Strong carpentry apprentice inflow shows promising future for competition


“This increase means there will be a strong inflow of younger apprentices who will be eligible for the Apprentice of the Year in the next two or three years,” Mr Karaitiana says.
“Employers are starting to pay attention to all the data around how busy the industry is going to be over the next two to three years, and are starting to put together a plan for their business of managing that period,” he says.

Mr Karaitiana believes the Apprentice of the Year competition is a valuable experience for apprentices. But, he believes the most valuable experience from the competition is the boost in confidence it gives apprentices.
“They tend to be much more confident about where they fit in the industry, and with their own abilities, so they stretch themselves to achieve more,” he says.

“Apprentices and people in the construction industry also generally work in relatively isolated and small work environments, so one of the things Apprentice of the Year brings to them is the opportunity to benchmark themselves against other people in the industry. So that is incredibly valuable,” he says.

“It also gives them a nice component to add to their CVs when people are looking at them as potential future employees or business partners.”
The BCITO is the organisation appointed by the Government to develop and implement industry qualifications for the construction sector, and is the largest provider of building apprentices in New Zealand.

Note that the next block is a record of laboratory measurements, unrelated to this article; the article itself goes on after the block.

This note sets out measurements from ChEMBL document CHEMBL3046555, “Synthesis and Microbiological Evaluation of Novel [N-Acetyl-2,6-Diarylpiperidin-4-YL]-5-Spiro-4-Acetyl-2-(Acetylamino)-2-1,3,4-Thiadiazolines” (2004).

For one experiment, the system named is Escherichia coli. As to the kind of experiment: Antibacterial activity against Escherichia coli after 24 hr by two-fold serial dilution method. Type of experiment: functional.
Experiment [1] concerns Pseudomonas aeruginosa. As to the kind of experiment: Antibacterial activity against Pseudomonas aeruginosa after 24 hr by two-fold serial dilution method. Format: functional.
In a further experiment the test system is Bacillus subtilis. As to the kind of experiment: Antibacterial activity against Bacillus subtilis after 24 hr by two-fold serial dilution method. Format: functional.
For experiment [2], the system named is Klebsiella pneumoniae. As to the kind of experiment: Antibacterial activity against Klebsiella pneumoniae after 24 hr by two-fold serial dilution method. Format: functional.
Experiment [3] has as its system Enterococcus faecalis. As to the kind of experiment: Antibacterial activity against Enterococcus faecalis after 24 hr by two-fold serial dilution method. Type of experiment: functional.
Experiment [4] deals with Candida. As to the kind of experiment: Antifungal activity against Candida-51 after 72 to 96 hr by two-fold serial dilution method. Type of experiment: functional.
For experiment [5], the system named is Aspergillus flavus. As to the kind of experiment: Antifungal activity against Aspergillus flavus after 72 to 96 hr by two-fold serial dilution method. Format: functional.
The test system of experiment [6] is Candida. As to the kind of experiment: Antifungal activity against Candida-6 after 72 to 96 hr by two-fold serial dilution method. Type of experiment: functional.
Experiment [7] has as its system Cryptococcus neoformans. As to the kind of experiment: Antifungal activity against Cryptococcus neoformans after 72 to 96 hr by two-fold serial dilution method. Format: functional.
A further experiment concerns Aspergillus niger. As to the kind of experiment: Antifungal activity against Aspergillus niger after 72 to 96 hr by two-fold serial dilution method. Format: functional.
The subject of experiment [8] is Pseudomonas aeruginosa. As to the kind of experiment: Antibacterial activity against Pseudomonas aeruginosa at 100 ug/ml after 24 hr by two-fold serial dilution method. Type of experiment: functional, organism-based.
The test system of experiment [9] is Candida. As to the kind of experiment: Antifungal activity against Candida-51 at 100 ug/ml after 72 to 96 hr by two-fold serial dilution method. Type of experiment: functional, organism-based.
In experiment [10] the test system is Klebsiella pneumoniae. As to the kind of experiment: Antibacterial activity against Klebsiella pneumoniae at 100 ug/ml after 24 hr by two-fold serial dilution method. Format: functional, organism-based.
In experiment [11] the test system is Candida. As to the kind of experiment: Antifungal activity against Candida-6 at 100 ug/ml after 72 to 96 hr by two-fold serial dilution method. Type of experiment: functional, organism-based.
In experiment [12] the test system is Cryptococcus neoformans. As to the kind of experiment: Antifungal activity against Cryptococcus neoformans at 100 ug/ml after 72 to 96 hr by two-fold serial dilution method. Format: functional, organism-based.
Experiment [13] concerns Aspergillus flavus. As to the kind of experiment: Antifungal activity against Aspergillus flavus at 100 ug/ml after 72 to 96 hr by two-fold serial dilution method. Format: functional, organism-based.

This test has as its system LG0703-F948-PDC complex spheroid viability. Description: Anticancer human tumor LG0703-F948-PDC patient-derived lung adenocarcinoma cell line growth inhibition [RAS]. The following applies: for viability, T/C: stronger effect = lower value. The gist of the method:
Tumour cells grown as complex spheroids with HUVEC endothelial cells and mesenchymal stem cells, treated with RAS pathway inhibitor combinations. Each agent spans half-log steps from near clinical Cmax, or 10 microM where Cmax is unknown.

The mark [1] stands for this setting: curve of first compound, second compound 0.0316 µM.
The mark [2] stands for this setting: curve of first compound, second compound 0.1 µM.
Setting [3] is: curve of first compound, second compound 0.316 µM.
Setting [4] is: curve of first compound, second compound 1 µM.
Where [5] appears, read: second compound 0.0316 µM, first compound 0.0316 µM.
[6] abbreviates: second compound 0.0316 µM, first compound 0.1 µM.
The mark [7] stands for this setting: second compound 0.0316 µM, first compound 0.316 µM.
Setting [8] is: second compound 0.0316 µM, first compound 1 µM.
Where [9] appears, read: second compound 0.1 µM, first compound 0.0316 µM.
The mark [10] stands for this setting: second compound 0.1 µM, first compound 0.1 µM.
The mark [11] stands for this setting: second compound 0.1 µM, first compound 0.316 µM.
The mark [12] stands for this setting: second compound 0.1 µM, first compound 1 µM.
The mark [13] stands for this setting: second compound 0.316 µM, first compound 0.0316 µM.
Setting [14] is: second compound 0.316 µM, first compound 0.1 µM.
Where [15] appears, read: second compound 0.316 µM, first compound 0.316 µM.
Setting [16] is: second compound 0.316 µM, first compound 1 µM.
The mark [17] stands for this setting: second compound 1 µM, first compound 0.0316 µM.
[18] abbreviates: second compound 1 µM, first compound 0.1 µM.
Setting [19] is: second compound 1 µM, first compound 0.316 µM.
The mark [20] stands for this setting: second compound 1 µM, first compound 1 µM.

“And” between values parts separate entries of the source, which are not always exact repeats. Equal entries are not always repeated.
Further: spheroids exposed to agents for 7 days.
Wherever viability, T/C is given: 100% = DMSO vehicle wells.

So there is nothing the organisation enjoys more than seeing talented young people becoming qualified tradespeople.
“It’s what we live and die on really, that’s the whole nature of our business. The whole mission of the BCITO is to deliver as many trained and qualified people as we possibly can into the industry,” Mr Karaitiana says.

The 2011 Apprentice of the Year competition is well under way, with the last regional event to take place in the Bay of Plenty at the end of September.
Winners in the Auckland and Northern region have already been announced, with Josh Woodcock from Pukekohe named as Auckland’s winner and Jonathan Spurdle from Devonport named as the Northern region’s winner.

The Apprentice of the Year competition is owned and managed by the Registered Master Builders Federation (RMBF), sponsored by Carters, partnered by the Building and Construction Industry Training Organisation (BCITO) and supported by the Department of Building and Housing.

The competition is open to all carpentry apprentices in New Zealand that meet the entry criteria, regardless of who they work or train with.
Apprentices, employers and those young people aspiring to be a part of the construction industry are encouraged to join up to the Apprentice of the Year Facebook page by searching RMB Carters Apprentice of the Year.